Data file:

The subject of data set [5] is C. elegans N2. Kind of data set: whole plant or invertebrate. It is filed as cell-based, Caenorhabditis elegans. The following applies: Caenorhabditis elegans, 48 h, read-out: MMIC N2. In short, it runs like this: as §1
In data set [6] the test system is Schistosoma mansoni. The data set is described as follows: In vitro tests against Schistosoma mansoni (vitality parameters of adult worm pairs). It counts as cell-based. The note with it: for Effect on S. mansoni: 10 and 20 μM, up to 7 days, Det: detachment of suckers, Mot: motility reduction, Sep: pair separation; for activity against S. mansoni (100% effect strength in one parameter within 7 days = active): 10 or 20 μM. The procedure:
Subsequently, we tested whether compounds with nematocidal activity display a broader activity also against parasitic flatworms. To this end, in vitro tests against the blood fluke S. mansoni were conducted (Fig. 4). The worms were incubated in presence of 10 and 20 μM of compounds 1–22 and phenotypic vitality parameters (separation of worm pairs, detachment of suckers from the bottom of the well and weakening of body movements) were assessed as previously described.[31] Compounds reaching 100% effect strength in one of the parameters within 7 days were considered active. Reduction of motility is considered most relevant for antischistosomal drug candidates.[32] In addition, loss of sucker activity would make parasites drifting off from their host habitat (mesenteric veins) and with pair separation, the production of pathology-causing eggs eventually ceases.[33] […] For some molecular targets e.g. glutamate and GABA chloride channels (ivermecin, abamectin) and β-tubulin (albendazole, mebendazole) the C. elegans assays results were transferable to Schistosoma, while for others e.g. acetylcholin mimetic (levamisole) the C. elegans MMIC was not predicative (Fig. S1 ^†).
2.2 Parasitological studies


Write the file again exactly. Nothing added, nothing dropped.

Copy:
The subject of data set [5] is C. elegans N2. Kind of data set: whole plant or invertebrate. It is filed as cell-based, Caenorhabditis elegans. The following applies: Caenorhabditis elegans, 48 h, read-out: MMIC N2. In short, it runs like this: as §1
In data set [6] the test system is Schistosoma mansoni. The data set is described as follows: In vitro tests against Schistosoma mansoni (vitality parameters of adult worm pairs). It counts as cell-based. The note with it: for Effect on S. mansoni: 10 and 20 μM, up to 7 days, Det: detachment of suckers, Mot: motility reduction, Sep: pair separation; for activity against S. mansoni (100% effect strength in one parameter within 7 days = active): 10 or 20 μM. The procedure:
Subsequently, we tested whether compounds with nematocidal activity display a broader activity also against parasitic flatworms. To this end, in vitro tests against the blood fluke S. mansoni were conducted (Fig. 4). The worms were incubated in presence of 10 and 20 μM of compounds 1–22 and phenotypic vitality parameters (separation of worm pairs, detachment of suckers from the bottom of the well and weakening of body movements) were assessed as previously described.[31] Compounds reaching 100% effect strength in one of the parameters within 7 days were considered active. Reduction of motility is considered most relevant for antischistosomal drug candidates.[32] In addition, loss of sucker activity would make parasites drifting off from their host habitat (mesenteric veins) and with pair separation, the production of pathology-causing eggs eventually ceases.[33] […] For some molecular targets e.g. glutamate and GABA chloride channels (ivermecin, abamectin) and β-tubulin (albendazole, mebendazole) the C. elegans assays results were transferable to Schistosoma, while for others e.g. acetylcholin mimetic (levamisole) the C. elegans MMIC was not predicative (Fig. S1 ^†).
2.2 Parasitological studies